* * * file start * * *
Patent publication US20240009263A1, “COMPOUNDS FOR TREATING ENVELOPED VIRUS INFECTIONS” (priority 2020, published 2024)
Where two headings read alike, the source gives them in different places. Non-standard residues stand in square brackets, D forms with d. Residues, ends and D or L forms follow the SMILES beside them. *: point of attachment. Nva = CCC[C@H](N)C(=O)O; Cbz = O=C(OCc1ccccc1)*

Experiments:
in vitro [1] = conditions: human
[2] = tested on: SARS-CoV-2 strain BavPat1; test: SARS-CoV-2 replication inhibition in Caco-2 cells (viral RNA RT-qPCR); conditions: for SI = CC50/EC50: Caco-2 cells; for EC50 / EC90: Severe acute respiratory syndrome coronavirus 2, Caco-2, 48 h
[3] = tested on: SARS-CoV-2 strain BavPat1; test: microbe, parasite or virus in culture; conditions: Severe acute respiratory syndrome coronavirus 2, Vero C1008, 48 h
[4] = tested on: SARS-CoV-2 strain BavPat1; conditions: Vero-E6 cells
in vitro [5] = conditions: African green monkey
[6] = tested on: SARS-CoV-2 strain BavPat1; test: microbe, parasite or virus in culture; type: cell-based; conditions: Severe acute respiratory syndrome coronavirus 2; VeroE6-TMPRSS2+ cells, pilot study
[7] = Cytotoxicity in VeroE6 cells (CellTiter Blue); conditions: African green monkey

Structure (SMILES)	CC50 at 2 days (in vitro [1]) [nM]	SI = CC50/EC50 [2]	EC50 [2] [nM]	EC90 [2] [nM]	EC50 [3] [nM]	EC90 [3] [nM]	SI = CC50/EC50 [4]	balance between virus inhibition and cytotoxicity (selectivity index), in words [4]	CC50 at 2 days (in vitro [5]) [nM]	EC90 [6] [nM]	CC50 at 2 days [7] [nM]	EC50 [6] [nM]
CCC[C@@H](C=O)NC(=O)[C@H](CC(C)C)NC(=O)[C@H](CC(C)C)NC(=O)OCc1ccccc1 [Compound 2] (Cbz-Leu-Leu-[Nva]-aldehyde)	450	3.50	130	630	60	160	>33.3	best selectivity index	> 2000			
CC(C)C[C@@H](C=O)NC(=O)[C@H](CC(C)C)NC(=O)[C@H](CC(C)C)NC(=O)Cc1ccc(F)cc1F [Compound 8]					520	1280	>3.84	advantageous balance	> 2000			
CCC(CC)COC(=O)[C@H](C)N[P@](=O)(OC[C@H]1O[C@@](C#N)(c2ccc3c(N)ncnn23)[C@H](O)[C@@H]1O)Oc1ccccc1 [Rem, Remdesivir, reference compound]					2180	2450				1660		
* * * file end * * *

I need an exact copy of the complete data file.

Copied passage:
Patent publication US20240009263A1, “COMPOUNDS FOR TREATING ENVELOPED VIRUS INFECTIONS” (priority 2020, published 2024)
Where two headings read alike, the source gives them in different places. Non-standard residues stand in square brackets, D forms with d. Residues, ends and D or L forms follow the SMILES beside them. *: point of attachment. Nva = CCC[C@H](N)C(=O)O; Cbz = O=C(OCc1ccccc1)*

Experiments:
in vitro [1] = conditions: human
[2] = tested on: SARS-CoV-2 strain BavPat1; test: SARS-CoV-2 replication inhibition in Caco-2 cells (viral RNA RT-qPCR); conditions: for SI = CC50/EC50: Caco-2 cells; for EC50 / EC90: Severe acute respiratory syndrome coronavirus 2, Caco-2, 48 h
[3] = tested on: SARS-CoV-2 strain BavPat1; test: microbe, parasite or virus in culture; conditions: Severe acute respiratory syndrome coronavirus 2, Vero C1008, 48 h
[4] = tested on: SARS-CoV-2 strain BavPat1; conditions: Vero-E6 cells
in vitro [5] = conditions: African green monkey
[6] = tested on: SARS-CoV-2 strain BavPat1; test: microbe, parasite or virus in culture; type: cell-based; conditions: Severe acute respiratory syndrome coronavirus 2; VeroE6-TMPRSS2+ cells, pilot study
[7] = Cytotoxicity in VeroE6 cells (CellTiter Blue); conditions: African green monkey

Structure (SMILES)	CC50 at 2 days (in vitro [1]) [nM]	SI = CC50/EC50 [2]	EC50 [2] [nM]	EC90 [2] [nM]	EC50 [3] [nM]	EC90 [3] [nM]	SI = CC50/EC50 [4]	balance between virus inhibition and cytotoxicity (selectivity index), in words [4]	CC50 at 2 days (in vitro [5]) [nM]	EC90 [6] [nM]	CC50 at 2 days [7] [nM]	EC50 [6] [nM]
CCC[C@@H](C=O)NC(=O)[C@H](CC(C)C)NC(=O)[C@H](CC(C)C)NC(=O)OCc1ccccc1 [Compound 2] (Cbz-Leu-Leu-[Nva]-aldehyde)	450	3.50	130	630	60	160	>33.3	best selectivity index	> 2000			
CC(C)C[C@@H](C=O)NC(=O)[C@H](CC(C)C)NC(=O)[C@H](CC(C)C)NC(=O)Cc1ccc(F)cc1F [Compound 8]					520	1280	>3.84	advantageous balance	> 2000			
CCC(CC)COC(=O)[C@H](C)N[P@](=O)(OC[C@H]1O[C@@](C#N)(c2ccc3c(N)ncnn23)[C@H](O)[C@@H]1O)Oc1ccccc1 [Rem, Remdesivir, reference compound]					2180	2450				1660		